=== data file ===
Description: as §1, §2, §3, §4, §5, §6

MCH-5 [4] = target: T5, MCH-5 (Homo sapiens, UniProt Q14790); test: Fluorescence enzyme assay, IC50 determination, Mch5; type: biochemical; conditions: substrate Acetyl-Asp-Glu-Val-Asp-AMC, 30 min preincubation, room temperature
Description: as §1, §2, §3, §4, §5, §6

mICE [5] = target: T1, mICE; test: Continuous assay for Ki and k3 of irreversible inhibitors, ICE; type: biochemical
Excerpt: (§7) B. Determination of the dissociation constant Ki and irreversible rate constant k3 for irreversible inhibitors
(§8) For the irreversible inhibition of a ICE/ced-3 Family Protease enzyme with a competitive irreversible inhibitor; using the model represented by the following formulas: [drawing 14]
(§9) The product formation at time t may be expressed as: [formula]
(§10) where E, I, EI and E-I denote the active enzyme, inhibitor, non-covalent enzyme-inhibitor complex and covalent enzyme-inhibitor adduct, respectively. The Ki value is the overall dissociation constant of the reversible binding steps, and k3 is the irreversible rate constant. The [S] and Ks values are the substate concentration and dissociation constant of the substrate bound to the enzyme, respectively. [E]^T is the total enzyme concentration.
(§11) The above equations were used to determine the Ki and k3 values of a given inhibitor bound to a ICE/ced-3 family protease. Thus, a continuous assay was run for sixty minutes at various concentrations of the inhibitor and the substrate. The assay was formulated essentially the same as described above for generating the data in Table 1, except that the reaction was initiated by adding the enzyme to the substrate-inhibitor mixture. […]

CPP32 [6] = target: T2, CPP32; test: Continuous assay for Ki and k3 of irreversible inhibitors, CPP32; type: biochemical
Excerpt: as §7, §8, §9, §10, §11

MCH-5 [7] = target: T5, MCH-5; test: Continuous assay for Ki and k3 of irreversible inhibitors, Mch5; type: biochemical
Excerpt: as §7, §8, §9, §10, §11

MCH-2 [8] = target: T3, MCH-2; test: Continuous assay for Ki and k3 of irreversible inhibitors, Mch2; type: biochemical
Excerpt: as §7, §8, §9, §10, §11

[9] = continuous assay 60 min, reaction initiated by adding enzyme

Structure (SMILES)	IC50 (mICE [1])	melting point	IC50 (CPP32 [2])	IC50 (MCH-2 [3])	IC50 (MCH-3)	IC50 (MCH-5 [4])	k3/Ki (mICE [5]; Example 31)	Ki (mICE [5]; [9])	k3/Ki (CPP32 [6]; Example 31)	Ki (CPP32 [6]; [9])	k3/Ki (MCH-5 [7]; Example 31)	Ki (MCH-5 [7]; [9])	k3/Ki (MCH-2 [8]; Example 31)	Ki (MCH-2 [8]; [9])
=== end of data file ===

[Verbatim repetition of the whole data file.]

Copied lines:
Description: as §1, §2, §3, §4, §5, §6

MCH-5 [4] = target: T5, MCH-5 (Homo sapiens, UniProt Q14790); test: Fluorescence enzyme assay, IC50 determination, Mch5; type: biochemical; conditions: substrate Acetyl-Asp-Glu-Val-Asp-AMC, 30 min preincubation, room temperature
Description: as §1, §2, §3, §4, §5, §6

mICE [5] = target: T1, mICE; test: Continuous assay for Ki and k3 of irreversible inhibitors, ICE; type: biochemical
Excerpt: (§7) B. Determination of the dissociation constant Ki and irreversible rate constant k3 for irreversible inhibitors
(§8) For the irreversible inhibition of a ICE/ced-3 Family Protease enzyme with a competitive irreversible inhibitor; using the model represented by the following formulas: [drawing 14]
(§9) The product formation at time t may be expressed as: [formula]
(§10) where E, I, EI and E-I denote the active enzyme, inhibitor, non-covalent enzyme-inhibitor complex and covalent enzyme-inhibitor adduct, respectively. The Ki value is the overall dissociation constant of the reversible binding steps, and k3 is the irreversible rate constant. The [S] and Ks values are the substate concentration and dissociation constant of the substrate bound to the enzyme, respectively. [E]^T is the total enzyme concentration.
(§11) The above equations were used to determine the Ki and k3 values of a given inhibitor bound to a ICE/ced-3 family protease. Thus, a continuous assay was run for sixty minutes at various concentrations of the inhibitor and the substrate. The assay was formulated essentially the same as described above for generating the data in Table 1, except that the reaction was initiated by adding the enzyme to the substrate-inhibitor mixture. […]

CPP32 [6] = target: T2, CPP32; test: Continuous assay for Ki and k3 of irreversible inhibitors, CPP32; type: biochemical
Excerpt: as §7, §8, §9, §10, §11

MCH-5 [7] = target: T5, MCH-5; test: Continuous assay for Ki and k3 of irreversible inhibitors, Mch5; type: biochemical
Excerpt: as §7, §8, §9, §10, §11

MCH-2 [8] = target: T3, MCH-2; test: Continuous assay for Ki and k3 of irreversible inhibitors, Mch2; type: biochemical
Excerpt: as §7, §8, §9, §10, §11

[9] = continuous assay 60 min, reaction initiated by adding enzyme

Structure (SMILES)	IC50 (mICE [1])	melting point	IC50 (CPP32 [2])	IC50 (MCH-2 [3])	IC50 (MCH-3)	IC50 (MCH-5 [4])	k3/Ki (mICE [5]; Example 31)	Ki (mICE [5]; [9])	k3/Ki (CPP32 [6]; Example 31)	Ki (CPP32 [6]; [9])	k3/Ki (MCH-5 [7]; Example 31)	Ki (MCH-5 [7]; [9])	k3/Ki (MCH-2 [8]; Example 31)	Ki (MCH-2 [8]; [9])